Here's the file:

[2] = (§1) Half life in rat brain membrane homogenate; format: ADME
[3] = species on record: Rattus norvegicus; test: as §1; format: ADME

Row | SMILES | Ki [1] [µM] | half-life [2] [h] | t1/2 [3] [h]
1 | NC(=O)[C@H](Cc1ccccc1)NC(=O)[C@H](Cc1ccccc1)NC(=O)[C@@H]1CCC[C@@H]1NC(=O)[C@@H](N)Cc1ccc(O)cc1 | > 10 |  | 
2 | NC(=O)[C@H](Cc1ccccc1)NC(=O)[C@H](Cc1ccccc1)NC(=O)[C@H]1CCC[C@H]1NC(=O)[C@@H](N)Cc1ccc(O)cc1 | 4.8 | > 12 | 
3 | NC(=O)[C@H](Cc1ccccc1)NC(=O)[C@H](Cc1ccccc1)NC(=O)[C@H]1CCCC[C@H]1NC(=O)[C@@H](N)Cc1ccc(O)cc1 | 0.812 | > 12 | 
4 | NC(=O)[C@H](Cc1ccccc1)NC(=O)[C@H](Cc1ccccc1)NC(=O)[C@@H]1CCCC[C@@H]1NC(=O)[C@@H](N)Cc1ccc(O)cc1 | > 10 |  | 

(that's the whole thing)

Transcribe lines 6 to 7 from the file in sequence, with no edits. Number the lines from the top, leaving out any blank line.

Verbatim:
3 | NC(=O)[C@H](Cc1ccccc1)NC(=O)[C@H](Cc1ccccc1)NC(=O)[C@H]1CCCC[C@H]1NC(=O)[C@@H](N)Cc1ccc(O)cc1 | 0.812 | > 12 | 
4 | NC(=O)[C@H](Cc1ccccc1)NC(=O)[C@H](Cc1ccccc1)NC(=O)[C@@H]1CCCC[C@@H]1NC(=O)[C@@H](N)Cc1ccc(O)cc1 | > 10 |  | 